I really had to step back and figure out what I could change about my marriage.  Since it was my fault too (I guess…) what could I do differently to stop the feelings of suffocation and pain?  It goes against my nature to do that, so it was hard, even to just think about it.  What did I need to change?  The way I react to the actions of my husband.  That was it.  I realized, after introspective chatter and discovery (and prayer), that in many situations I was over reacting because of past history or something that I couldn’t let go of.  I discovered I’m really good at holding onto stuff that needs to be let go.  I’m not so good at recognizing that it needs to go.  I wear circumstances like badges of honor and use them to my advantage.  How awful.  How selfish. That’s no good. Enter change, stage right.

It’s really true what they say about not being able to change other people.  I can only change myself.  I do not want to act selfishly.  I do not want to put the blame on others where it doesn’t belong.  I do not want to hold on to the past so it smothers my present.  Those are the things I am working to change.  I am a work in progress.  So is my marriage.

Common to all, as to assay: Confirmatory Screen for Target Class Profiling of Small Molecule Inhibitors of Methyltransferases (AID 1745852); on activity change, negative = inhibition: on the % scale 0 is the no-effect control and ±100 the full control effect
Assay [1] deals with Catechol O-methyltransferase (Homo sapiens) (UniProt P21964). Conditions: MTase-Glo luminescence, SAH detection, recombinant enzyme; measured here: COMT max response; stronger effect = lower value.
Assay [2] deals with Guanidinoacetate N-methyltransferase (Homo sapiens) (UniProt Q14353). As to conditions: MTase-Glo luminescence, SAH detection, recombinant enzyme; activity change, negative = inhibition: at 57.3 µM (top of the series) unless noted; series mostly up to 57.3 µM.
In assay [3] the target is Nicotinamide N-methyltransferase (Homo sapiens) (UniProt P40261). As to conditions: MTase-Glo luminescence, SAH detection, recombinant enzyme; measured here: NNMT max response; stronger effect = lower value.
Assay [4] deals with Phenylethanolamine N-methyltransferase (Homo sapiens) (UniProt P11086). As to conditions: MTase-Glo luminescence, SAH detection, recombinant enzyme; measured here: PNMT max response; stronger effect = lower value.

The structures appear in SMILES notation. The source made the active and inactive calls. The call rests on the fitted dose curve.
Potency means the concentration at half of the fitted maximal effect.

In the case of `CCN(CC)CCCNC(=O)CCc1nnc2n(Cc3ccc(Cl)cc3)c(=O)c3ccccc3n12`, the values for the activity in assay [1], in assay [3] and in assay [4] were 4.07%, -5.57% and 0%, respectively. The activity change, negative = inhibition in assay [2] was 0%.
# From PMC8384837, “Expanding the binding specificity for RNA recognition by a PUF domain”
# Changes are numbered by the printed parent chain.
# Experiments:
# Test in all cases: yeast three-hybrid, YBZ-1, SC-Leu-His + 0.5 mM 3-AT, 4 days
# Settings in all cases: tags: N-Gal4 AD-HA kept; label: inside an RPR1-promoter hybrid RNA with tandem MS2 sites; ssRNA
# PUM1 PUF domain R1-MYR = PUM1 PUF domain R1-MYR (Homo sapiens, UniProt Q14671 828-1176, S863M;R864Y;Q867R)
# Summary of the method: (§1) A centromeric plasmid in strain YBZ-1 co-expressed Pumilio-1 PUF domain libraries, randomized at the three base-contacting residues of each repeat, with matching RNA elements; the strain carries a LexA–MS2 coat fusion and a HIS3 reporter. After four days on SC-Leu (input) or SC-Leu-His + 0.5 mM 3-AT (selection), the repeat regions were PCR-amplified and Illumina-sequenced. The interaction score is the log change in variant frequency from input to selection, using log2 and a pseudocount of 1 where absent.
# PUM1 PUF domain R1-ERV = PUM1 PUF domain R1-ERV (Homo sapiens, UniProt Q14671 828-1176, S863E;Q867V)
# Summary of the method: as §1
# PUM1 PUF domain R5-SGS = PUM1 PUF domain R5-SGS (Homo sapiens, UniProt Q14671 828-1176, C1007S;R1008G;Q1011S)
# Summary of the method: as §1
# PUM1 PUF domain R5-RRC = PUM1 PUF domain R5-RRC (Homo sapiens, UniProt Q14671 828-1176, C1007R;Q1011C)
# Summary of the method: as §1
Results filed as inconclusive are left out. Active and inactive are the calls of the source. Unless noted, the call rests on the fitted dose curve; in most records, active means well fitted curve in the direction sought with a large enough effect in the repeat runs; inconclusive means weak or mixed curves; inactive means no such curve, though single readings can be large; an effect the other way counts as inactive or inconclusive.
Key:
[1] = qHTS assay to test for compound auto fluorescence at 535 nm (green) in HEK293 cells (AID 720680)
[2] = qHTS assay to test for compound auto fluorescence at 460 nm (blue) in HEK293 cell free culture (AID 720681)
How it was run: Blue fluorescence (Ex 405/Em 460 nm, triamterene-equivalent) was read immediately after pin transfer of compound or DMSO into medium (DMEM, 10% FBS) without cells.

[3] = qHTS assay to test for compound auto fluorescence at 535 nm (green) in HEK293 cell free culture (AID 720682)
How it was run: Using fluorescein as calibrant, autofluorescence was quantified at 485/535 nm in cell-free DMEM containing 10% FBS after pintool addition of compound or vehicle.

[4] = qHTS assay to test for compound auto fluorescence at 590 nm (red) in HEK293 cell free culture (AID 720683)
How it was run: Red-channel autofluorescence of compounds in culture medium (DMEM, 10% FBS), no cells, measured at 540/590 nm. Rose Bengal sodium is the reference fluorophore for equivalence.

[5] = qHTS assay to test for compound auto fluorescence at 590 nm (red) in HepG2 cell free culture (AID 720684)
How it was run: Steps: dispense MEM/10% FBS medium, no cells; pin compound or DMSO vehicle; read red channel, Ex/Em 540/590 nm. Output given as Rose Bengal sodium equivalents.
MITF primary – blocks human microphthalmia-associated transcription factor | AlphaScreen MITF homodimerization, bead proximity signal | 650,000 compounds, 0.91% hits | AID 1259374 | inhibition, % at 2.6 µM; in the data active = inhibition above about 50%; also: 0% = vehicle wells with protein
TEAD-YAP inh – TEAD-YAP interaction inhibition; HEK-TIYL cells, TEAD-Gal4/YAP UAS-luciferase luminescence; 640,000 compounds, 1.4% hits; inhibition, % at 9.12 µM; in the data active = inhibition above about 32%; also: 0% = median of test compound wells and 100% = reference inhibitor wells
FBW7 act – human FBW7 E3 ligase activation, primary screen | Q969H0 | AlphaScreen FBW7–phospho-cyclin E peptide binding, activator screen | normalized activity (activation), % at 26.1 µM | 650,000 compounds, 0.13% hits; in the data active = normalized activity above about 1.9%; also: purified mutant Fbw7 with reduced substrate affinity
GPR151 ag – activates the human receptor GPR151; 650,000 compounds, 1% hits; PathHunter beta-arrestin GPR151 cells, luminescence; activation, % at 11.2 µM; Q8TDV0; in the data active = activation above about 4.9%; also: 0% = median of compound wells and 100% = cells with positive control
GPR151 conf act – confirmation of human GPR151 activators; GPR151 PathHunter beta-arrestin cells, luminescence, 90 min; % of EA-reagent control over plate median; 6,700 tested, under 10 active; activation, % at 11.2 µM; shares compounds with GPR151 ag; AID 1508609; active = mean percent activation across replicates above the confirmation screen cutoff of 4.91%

The Climb Out_3

My husband and I are not out of the valley yet, but the difference now is that we are holding hands, helping each other to find the best foot holds to climb up and out.  We take small steps every day. Sometimes they are backwards, but mostly forward. We talk. Communication is key.  We are still not very nice sometimes.  The change is that we are listening differently. Our intent is to offer help to each other and to understand, not just to get our own point across or to be “right.”  If you are always “right,” if you always “win” the argument, then your spouse always looses and who wants to be married to a loser?  We remember to look up.  If your focus is on the waves threatening to drown you, they will.  Change your focus to what can save you and you will be saved.  We pray.  And pray some more. It helps us work from the inside out. We try and picture ourselves in 30 years.  What do we want to see? Children and grandchildren sitting by our feet, with the one we chose for our forever sitting close beside, wrinkled fingers touching.  Holding hands with the one who understands me best of all and has stuck by me anyway.  That thought of that future gives me hope.  One more foothold that helps me hold on in the hard moments.